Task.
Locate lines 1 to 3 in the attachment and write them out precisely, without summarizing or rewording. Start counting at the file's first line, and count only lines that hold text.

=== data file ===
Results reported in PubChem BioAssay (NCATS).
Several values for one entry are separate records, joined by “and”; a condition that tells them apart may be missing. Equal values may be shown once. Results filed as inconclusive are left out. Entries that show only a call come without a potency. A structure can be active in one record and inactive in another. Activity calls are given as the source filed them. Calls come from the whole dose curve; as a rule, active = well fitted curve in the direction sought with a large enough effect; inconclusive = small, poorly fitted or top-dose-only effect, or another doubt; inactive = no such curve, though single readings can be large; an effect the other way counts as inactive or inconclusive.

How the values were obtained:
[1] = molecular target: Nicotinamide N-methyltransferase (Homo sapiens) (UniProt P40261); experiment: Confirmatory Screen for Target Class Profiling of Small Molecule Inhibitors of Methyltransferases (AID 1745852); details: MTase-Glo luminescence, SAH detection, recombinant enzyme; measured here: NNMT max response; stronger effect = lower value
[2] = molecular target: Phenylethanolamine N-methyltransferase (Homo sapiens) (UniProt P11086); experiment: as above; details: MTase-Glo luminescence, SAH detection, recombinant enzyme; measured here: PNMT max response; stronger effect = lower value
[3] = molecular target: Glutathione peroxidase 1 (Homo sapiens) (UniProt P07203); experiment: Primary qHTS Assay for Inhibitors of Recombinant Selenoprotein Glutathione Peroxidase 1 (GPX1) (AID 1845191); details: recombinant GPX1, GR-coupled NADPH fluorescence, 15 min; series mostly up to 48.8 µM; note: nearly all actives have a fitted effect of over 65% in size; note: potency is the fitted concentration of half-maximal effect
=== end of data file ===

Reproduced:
Results reported in PubChem BioAssay (NCATS).
Several values for one entry are separate records, joined by “and”; a condition that tells them apart may be missing. Equal values may be shown once. Results filed as inconclusive are left out. Entries that show only a call come without a potency. A structure can be active in one record and inactive in another. Activity calls are given as the source filed them. Calls come from the whole dose curve; as a rule, active = well fitted curve in the direction sought with a large enough effect; inconclusive = small, poorly fitted or top-dose-only effect, or another doubt; inactive = no such curve, though single readings can be large; an effect the other way counts as inactive or inconclusive.

How the values were obtained: